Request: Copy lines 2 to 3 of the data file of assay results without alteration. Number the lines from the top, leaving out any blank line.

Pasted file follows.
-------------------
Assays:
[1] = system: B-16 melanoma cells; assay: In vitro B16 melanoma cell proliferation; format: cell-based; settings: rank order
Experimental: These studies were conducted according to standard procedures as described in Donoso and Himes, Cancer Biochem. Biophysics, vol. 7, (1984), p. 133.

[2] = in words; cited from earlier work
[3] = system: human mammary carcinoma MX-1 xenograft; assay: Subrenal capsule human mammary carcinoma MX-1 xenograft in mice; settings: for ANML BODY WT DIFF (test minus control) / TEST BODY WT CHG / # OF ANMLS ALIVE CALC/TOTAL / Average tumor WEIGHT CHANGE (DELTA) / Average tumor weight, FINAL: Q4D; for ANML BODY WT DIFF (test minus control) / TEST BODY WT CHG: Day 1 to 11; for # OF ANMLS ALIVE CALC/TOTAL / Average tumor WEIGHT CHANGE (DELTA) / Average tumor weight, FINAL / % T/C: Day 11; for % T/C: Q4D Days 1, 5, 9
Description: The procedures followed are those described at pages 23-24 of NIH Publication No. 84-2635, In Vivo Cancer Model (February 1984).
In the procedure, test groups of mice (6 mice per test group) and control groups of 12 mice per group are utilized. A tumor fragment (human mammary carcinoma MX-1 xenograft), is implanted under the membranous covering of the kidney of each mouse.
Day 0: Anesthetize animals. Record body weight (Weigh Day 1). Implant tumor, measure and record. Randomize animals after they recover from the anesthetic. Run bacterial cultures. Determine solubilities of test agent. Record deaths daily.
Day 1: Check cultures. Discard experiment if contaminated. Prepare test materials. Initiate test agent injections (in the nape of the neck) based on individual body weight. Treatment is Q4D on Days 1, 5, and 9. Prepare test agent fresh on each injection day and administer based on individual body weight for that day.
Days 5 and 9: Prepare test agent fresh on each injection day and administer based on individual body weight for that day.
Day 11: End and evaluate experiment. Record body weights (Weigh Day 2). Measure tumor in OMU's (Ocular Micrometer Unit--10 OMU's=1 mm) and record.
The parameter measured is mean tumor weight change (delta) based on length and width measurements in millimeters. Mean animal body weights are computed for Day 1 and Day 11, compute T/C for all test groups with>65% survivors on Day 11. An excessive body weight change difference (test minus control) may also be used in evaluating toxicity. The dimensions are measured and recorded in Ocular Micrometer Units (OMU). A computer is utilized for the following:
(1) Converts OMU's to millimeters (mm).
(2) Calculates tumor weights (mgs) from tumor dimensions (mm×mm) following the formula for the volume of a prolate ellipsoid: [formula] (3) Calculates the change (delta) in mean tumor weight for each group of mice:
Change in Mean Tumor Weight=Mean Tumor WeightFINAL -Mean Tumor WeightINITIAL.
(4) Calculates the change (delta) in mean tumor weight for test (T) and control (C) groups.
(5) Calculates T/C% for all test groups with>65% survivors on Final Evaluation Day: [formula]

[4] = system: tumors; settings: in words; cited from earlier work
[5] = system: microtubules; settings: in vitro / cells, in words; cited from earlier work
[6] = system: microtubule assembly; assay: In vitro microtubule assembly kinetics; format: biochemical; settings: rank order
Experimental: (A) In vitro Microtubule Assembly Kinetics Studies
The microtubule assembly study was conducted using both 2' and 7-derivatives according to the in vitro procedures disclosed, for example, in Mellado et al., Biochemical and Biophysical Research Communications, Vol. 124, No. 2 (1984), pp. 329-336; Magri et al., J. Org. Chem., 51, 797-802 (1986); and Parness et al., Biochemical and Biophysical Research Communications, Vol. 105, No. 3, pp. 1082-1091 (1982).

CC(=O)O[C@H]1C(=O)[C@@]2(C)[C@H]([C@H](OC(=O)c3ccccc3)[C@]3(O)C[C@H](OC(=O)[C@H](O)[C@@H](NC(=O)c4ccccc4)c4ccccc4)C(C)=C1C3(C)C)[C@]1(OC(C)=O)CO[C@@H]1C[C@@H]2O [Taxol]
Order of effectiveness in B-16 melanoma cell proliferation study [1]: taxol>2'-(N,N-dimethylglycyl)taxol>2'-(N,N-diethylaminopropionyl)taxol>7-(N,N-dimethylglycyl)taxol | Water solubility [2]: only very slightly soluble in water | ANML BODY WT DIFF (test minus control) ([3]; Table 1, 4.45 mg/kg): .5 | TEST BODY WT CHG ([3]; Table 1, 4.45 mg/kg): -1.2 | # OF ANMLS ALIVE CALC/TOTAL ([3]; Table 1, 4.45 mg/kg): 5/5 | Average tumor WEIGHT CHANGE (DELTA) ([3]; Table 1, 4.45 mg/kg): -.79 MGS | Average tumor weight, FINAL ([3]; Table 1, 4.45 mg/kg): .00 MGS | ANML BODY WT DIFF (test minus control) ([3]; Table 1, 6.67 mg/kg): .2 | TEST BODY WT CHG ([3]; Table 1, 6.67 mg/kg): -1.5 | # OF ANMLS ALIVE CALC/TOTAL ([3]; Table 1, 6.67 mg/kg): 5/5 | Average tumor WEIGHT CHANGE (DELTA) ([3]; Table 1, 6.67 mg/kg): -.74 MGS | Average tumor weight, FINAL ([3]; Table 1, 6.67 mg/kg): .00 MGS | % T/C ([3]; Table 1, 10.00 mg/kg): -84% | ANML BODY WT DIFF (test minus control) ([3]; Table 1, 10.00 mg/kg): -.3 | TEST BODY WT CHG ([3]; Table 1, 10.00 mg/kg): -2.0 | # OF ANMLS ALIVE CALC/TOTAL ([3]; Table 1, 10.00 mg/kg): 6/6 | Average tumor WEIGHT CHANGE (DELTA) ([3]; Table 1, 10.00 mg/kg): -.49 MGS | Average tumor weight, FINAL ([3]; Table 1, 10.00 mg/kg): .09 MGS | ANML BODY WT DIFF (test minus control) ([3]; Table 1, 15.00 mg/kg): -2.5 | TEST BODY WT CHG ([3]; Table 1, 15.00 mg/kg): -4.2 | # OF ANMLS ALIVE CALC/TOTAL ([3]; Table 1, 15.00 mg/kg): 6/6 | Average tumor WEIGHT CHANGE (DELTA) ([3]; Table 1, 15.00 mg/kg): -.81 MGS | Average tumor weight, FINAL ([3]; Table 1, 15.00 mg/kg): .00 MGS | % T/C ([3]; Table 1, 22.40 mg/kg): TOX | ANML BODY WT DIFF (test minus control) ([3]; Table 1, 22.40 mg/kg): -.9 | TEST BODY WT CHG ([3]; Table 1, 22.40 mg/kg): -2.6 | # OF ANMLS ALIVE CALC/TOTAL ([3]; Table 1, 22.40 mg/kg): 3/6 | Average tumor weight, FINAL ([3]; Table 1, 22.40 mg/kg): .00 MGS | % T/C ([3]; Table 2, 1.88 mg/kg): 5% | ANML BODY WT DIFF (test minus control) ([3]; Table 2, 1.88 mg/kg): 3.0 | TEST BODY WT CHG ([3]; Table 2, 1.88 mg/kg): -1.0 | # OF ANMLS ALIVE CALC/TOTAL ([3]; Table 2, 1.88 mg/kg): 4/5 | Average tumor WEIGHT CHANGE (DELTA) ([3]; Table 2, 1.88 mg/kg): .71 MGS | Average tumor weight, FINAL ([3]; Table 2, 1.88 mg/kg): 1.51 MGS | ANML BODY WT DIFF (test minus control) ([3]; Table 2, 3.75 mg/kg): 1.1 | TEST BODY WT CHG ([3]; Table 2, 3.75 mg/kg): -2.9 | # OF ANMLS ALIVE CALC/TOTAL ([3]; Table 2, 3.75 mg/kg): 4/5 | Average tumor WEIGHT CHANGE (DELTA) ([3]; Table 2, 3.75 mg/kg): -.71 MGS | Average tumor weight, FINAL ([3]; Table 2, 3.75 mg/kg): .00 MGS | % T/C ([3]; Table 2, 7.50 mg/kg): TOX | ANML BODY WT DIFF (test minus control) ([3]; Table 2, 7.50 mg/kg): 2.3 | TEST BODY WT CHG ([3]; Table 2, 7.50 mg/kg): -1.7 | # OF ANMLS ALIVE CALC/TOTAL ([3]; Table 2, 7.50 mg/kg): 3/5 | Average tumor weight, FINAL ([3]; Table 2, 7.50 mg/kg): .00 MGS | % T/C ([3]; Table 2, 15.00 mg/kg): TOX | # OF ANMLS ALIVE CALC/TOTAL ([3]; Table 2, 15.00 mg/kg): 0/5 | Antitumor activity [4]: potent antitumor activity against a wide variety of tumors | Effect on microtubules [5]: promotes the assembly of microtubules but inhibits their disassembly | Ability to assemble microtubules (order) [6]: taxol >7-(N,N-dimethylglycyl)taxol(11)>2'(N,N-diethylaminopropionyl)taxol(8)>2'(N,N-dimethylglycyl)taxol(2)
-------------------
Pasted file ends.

[1] = system: B-16 melanoma cells; assay: In vitro B16 melanoma cell proliferation; format: cell-based; settings: rank order
Experimental: These studies were conducted according to standard procedures as described in Donoso and Himes, Cancer Biochem. Biophysics, vol. 7, (1984), p. 133.